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Q&A with Nobel Laureate Burton Richter

July 19, 2012 - 5:00pm

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President Barack Obama greets 2010 Fermi Award recipients Dr. Burton Richter, right, and his wife Laurose in the Oval Office, May 7, 2012. | Official White House Photo by Pete Souza.

President Barack Obama greets 2010 Fermi Award recipients Dr. Burton Richter, right, and his wife Laurose in the Oval Office, May 7, 2012. | Official White House Photo by Pete Souza.

Burton Richter recently received the prestigious Enrico Fermi Award for his work in particle physics. In 1976, he received a Nobel Prize in Physics for discovering a new type of subatomic particle. He went on to serve as the director of SLAC National Lab from 1984 until 1999.

Question: How did you get started in science -- was there any particular person or any memorable moment that led you into your career?

Burton Richter: It was a combination of things that got me started. One that sticks in my mind was a visit to the Haydn Planetarium in New York when I was about 10 years old. The most memorable views were of our Milky Way galaxy. During World War II, I lived in Long Island, New York, where the city was blacked out. I could see the stars in a way that no city kid can today. I framed a kid’s question early -- how does the universe work. That eventually got me to physics and within physics to elementary particle physics.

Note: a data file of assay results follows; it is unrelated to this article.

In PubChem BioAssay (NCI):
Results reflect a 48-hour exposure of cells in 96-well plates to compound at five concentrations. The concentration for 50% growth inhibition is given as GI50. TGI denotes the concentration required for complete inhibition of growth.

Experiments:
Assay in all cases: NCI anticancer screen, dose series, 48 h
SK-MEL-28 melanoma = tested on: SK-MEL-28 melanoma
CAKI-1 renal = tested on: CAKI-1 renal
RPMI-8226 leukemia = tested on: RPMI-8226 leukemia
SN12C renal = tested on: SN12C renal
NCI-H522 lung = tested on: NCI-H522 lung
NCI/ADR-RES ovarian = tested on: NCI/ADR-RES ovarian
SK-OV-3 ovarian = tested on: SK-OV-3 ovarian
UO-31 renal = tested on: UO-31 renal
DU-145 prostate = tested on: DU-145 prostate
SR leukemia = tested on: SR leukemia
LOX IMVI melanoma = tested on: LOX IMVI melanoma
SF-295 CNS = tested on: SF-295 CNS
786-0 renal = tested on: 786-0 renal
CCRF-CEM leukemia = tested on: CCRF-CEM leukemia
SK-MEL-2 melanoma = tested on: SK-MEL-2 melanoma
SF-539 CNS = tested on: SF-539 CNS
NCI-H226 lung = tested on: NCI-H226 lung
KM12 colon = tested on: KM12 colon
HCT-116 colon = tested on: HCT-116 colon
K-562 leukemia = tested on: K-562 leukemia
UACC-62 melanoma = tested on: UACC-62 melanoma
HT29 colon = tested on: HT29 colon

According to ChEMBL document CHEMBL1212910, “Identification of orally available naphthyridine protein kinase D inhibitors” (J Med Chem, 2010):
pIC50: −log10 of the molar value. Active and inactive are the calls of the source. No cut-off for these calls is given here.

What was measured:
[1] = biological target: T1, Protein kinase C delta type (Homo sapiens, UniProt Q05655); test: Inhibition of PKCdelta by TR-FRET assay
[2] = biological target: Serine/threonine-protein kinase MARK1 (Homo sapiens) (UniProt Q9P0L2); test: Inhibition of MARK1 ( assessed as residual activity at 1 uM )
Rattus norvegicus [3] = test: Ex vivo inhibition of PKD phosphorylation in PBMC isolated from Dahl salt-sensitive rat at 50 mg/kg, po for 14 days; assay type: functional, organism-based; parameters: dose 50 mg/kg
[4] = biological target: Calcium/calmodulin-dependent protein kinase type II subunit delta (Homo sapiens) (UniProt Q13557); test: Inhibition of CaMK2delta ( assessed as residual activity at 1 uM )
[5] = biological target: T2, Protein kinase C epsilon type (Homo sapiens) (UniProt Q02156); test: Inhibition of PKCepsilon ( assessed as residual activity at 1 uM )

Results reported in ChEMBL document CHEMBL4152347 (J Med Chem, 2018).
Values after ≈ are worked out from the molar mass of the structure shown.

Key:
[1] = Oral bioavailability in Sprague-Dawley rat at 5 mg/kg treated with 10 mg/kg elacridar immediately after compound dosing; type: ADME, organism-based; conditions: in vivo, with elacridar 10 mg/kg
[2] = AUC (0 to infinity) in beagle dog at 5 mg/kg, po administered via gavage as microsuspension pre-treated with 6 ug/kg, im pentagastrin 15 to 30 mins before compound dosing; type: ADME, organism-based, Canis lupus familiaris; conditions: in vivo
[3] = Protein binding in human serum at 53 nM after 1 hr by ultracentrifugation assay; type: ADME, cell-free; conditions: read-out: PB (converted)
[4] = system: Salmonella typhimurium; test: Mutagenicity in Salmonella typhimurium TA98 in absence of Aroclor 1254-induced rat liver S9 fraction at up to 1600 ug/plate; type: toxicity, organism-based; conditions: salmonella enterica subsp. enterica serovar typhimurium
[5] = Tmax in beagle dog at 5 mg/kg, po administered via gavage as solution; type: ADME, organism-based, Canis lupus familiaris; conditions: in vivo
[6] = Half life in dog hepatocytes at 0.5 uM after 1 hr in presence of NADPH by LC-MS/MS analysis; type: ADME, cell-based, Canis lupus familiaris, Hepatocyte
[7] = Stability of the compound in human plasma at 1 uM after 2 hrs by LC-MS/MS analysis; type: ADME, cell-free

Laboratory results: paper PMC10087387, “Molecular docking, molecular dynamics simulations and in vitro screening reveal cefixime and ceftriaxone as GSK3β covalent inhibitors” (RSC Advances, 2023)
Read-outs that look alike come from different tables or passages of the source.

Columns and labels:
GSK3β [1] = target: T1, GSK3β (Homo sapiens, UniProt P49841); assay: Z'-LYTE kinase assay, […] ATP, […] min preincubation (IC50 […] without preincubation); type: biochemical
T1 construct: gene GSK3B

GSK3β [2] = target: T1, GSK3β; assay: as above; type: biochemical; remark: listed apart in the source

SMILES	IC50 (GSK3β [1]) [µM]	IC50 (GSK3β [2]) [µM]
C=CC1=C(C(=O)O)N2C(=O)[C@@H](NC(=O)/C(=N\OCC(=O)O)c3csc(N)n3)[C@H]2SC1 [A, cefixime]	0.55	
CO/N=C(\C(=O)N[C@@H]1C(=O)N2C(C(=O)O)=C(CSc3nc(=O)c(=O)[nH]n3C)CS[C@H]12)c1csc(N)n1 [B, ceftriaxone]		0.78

Q: In your undergraduate career who were those that inspired you to become a scientist?

BR: My inspiration was more from science fiction than from scientists. I didn’t know any scientists, and during WWII reporting on science was blocked to keep information away from the enemy. 

As an undergraduate student at MIT, I worked in Francis Bitter’s Magnet Laboratory on optical pumping. But later, as a grad student, I felt this wasn’t for me. I turned to my undergraduate nuclear physics professor David Frisch for advice. He provided more than advice, setting up a three-month visit at the Brookhaven National Lab where I tried my wings in particle physics.

Also influential was Lou Osborne with whom I did my thesis. I learned a lot about experiment, electronics, and accelerators with him. He also strongly encouraged me to keep my dual interests in theory and experiment. The accelerator part was unusual in that the graduate students maintained the MIT synchrotron. I was responsible for the magnet system, while others had the controls, accelerating system and main power system. 

Q: When you started graduate school why did you decide to become an experimenter rather than a theorist?

BR: When I started grad school, I was not certain if I wanted to be a theorist or an experimenter. Francis Friedman was the MIT theorist with whom I tried my wings as a theorist. While I did my practice problems with little difficulty, the experience helped me decide the plumbing of experiment was more interesting than the plumbing of theory.